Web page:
ExxonMobil and IBM to Advance Energy Sector Application of Quantum Computing

Judy Cobb
January 11, 2019

Quantum computing rely on a different approach to solving problem, unlike classical computers.

According to a January 8 press release, the system - dubbed the IBM Q System One - takes quantum computing from the confines of the research lab into the real world.

IBM has showcased its IBM Q System One at CES 2019, which it claims is the world's first integrated quantum computing system designed for scientific and commercial use. Namely, that it now has a "quantum computing system" ready for commercial use.

The hardware is contained in a specially designed 9x9 foot glass case built by Goppion, a world-renowned maker of museum glass display cases that is best known for protecting the Mona Lisa in the Louvre. The company has also said that out of all the received patents, more than 3,000 patents are related to work in artificial intelligence, cloud and quantum computing. The announcement Tuesday comes a little more than a year after IBM said it had created a prototype 50 qubit quantum computer, moving it closer to "quantum supremacy". This is a historical step in the field of quantum computing, considering the fact that quantum computers haven't left the confines of a research lab. On that note, IBM has announced the first step where it is planning to open first IBM Q Quantum Computation Center for commercial clients in Poughkeepsie, New York, later this year.

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IBM is enabling universal quantum computers to operate outside the research lab for the first time.

The quantum computing system has also been designed like a single package which is a first, with all the parts needed to keep this machine going. Nevertheless, there is a plan to offer partners to the IBM Q Network programme cloud-based access to its quantum computing operations. They quickly lose their special quantum properties, typically within 100 microseconds (for state-of-the-art superconducting qubits), due in part to electromagnetic environment, vibrations, and temperature fluctuations. For example, future applications for quantum computing may include untangling the complexity of molecular and chemical interactions leading to the discovery of new medicines, or finding and developing new materials for automotive application through quantum chemistry.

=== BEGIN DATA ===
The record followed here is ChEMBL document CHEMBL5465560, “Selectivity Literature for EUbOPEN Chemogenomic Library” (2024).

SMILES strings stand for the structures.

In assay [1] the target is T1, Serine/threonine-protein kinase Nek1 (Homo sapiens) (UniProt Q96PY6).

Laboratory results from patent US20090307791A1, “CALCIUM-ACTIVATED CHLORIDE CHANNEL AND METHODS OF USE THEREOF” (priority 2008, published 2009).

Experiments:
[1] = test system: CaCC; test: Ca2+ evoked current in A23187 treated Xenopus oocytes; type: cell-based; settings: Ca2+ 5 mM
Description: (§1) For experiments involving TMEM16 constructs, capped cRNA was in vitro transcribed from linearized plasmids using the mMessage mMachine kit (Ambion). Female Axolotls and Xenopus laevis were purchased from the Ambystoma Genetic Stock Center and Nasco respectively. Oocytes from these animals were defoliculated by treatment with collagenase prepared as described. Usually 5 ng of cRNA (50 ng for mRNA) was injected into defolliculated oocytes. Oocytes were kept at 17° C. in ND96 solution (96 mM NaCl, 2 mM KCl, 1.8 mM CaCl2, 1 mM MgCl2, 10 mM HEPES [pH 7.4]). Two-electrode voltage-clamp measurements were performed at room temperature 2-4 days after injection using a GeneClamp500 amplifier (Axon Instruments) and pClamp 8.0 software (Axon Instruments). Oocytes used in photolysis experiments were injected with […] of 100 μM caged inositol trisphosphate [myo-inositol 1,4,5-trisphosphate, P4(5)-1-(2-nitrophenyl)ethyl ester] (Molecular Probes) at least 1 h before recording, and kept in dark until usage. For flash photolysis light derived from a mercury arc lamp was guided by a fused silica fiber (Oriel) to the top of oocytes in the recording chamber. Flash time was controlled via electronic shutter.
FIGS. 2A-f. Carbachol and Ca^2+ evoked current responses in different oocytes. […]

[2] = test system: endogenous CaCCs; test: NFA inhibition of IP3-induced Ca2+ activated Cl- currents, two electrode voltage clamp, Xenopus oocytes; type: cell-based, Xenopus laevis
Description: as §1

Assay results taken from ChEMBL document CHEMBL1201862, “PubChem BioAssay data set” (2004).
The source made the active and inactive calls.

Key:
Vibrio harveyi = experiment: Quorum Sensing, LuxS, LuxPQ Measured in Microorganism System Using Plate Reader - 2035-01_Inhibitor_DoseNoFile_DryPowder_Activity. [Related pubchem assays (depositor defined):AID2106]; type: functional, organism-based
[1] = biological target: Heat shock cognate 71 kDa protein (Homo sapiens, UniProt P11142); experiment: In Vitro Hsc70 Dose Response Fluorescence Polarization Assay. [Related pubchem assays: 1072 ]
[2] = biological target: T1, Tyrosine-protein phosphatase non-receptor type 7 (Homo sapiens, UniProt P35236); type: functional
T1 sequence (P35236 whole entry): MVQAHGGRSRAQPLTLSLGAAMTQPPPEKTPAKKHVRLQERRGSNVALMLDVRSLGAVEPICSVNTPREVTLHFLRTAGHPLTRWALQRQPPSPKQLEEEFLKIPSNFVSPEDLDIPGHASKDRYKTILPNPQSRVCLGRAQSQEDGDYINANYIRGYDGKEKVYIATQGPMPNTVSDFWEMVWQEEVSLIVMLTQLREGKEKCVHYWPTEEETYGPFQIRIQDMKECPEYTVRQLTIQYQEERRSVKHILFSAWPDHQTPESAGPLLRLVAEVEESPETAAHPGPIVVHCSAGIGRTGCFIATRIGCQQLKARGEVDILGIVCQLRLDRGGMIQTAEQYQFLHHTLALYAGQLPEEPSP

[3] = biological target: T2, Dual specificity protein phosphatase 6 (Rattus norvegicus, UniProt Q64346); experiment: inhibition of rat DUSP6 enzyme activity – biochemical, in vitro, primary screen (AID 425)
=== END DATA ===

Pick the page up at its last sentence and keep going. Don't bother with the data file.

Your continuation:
Enclosed in a nine-foot-tall, nine-foot-wide glass case that forms an air-tight environment, this sleek computer is IBM's first effort to bring quantum computing to businesses. Additionally, steel and aluminum frames have been utilized to control casing and electronics and decouple cryostat. "Much of the success in our own ingenuity is facilitated by the innovation of others outside our industry, from three-dimensional printing to quantum computing". Bob Sutor, the VP of IBM Q Strategy and Ecosystem. The IBM Q Network includes the recent additions of Argonne National Laboratory, CERN, ExxonMobil, Fermilab, and Lawrence Berkeley National Laboratory.

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